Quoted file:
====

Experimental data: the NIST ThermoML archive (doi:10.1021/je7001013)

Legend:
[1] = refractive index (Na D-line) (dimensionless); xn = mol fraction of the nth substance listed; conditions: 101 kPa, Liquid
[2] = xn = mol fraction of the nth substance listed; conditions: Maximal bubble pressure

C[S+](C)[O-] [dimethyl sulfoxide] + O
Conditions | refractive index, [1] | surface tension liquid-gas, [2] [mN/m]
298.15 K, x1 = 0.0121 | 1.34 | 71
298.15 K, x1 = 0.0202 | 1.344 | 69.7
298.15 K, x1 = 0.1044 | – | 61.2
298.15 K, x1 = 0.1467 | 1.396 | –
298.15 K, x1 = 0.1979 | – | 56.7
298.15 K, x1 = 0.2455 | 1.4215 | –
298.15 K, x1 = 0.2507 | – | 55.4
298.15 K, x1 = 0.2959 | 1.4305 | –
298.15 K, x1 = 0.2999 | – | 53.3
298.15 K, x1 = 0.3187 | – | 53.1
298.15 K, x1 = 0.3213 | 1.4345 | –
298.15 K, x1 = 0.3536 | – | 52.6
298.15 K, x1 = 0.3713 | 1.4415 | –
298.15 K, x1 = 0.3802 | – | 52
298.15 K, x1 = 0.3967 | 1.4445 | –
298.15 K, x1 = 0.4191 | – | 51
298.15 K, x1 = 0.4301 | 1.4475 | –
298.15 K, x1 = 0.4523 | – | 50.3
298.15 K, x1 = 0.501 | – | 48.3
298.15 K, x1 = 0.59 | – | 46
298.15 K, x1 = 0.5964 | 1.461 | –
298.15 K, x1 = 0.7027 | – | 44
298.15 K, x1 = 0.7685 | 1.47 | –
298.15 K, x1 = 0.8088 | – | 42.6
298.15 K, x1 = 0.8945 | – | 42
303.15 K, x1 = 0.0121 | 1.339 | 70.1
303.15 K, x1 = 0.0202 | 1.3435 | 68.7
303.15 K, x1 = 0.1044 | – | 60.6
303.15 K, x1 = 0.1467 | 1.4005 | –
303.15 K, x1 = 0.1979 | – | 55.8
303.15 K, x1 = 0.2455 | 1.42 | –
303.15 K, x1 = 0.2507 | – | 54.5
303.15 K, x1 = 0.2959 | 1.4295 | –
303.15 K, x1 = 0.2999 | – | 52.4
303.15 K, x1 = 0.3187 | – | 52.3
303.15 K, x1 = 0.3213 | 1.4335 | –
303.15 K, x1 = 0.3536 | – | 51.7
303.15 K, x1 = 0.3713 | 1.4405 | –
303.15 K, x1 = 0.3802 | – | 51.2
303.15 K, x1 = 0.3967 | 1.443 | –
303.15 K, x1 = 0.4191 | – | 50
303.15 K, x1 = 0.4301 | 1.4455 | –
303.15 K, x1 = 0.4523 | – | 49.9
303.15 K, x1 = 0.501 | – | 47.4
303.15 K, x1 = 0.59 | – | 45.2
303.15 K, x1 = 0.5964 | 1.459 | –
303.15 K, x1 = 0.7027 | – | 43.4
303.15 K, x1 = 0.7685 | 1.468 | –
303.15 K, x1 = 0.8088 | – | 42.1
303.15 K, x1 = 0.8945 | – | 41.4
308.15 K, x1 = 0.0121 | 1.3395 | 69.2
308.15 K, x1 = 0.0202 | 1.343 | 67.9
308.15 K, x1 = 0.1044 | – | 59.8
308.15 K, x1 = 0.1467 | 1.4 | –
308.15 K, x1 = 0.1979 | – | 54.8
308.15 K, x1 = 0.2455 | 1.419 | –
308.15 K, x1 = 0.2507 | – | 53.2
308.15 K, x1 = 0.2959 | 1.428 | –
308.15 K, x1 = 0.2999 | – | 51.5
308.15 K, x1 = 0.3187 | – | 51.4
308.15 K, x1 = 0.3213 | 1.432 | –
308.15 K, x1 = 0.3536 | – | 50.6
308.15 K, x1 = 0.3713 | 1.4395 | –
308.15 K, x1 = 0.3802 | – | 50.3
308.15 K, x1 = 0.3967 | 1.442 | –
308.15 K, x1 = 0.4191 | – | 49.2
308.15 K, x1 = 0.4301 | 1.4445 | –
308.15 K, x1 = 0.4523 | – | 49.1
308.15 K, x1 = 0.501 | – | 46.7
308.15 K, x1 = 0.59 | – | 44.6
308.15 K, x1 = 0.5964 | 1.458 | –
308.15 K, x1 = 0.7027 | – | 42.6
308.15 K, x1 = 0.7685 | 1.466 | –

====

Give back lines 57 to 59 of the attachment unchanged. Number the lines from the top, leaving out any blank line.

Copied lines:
308.15 K, x1 = 0.0121 | 1.3395 | 69.2
308.15 K, x1 = 0.0202 | 1.343 | 67.9
308.15 K, x1 = 0.1044 | – | 59.8